The Israel Pediatrics Association reached the conclusion that their members should be allowed to attend more medical conferences and advanced medical education programs, teach students, carry out research and be involved in disease prevention and health promotion.
Stein noted that pediatricians in the US do not suffer more from burnout than specialists in a number of other fields. The highest stress is in neurology, anesthesiology, urology, family medicine and emergency medicine.
“It attacks everybody, but fields with the lowest incidence of burnout are psychiatry, obstetrics/gynecology and ophthalmology.
“The proven antidote to burnout is compassion. You give and, it is hoped, also get things in return. You need a life-long educational commitment to your field and continuing medical education throughout your career.
Fortunately, I have never suffered from burnout,” Stein asserted.
Managed care, in which health maintenance organizations tell US doctors what to do – sometimes denying patients what their doctors want to do and prescribe – is partly responsible for doctor burnout, Stein suggested.
“There are administrative barriers, as the HMOs are trying to save money. Doctors complain about depersonalization, a loss of control of one’s work environment and a lack of understanding and support by administrators for how medicine is practiced.”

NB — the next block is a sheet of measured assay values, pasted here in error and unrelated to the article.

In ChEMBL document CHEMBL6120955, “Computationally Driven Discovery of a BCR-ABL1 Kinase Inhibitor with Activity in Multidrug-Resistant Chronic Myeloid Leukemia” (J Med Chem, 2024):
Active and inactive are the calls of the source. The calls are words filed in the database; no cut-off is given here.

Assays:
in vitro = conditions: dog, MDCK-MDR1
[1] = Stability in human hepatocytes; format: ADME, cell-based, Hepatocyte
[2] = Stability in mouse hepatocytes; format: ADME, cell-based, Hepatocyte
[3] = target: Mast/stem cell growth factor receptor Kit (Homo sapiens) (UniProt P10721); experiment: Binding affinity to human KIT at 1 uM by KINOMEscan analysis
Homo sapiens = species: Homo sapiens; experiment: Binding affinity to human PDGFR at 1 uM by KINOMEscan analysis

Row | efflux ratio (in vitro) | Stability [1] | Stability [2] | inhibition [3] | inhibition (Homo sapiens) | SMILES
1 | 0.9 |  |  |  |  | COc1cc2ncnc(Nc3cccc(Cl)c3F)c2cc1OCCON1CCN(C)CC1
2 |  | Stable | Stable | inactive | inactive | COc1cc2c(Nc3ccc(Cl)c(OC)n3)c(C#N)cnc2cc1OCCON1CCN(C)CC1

Doctors who see outpatients have an average of only 12 to 20 minutes to see, diagnose, prescribe and treat each patient (the average is even lower in Israel). “But a good physician will somehow try to give a patient all the time they need. However, this is a bit of a trap, since if you spend half an hour with one patient, the next one will have to wait and have less time. This can lead to criticism from one’s administrators.”
With infection rates declining in the developing and developed worlds, mortality in children has dropped by more than 60% over the last six decades, said Stein.